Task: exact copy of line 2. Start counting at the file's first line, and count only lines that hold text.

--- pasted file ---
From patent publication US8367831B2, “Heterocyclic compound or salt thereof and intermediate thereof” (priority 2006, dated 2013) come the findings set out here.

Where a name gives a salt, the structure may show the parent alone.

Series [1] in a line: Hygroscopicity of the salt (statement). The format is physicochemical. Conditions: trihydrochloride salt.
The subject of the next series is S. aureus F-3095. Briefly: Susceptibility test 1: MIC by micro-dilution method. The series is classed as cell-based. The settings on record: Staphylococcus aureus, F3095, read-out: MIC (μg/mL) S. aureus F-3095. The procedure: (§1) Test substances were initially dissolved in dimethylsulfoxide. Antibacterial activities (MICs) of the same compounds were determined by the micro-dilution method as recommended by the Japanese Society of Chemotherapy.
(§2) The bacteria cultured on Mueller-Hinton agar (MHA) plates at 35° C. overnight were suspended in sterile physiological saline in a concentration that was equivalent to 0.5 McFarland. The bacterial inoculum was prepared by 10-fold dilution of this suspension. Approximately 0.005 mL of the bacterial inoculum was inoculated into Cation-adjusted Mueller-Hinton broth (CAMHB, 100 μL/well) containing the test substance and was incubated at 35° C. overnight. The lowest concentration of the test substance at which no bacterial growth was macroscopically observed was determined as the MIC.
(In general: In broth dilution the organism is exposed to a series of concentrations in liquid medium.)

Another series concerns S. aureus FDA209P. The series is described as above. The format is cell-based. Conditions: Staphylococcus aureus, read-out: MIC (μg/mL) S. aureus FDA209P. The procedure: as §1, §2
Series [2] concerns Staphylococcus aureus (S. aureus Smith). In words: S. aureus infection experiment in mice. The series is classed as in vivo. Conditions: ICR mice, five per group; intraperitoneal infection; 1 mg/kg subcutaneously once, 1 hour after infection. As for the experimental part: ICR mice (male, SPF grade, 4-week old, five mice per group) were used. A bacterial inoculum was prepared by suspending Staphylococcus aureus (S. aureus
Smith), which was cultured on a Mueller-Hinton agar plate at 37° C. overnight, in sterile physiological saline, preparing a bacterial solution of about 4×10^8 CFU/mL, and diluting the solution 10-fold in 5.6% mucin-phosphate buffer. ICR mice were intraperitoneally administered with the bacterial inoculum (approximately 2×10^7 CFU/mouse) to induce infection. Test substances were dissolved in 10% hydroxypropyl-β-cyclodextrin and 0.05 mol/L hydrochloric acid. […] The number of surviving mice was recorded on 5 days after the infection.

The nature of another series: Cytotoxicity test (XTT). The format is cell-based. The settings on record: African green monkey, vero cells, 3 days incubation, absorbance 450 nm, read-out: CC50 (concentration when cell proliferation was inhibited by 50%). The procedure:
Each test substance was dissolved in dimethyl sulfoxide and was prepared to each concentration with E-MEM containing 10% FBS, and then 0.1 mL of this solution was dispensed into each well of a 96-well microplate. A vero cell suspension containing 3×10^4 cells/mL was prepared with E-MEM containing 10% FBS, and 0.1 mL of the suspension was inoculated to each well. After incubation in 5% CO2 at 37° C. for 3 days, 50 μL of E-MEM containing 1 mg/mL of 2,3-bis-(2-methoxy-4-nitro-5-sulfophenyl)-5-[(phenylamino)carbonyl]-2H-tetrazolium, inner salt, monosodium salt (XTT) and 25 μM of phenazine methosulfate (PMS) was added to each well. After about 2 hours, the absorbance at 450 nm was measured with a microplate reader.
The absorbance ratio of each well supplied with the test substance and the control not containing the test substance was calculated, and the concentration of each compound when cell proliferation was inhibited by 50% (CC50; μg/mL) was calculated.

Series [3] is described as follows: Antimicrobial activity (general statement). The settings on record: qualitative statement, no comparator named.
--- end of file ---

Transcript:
Where a name gives a salt, the structure may show the parent alone.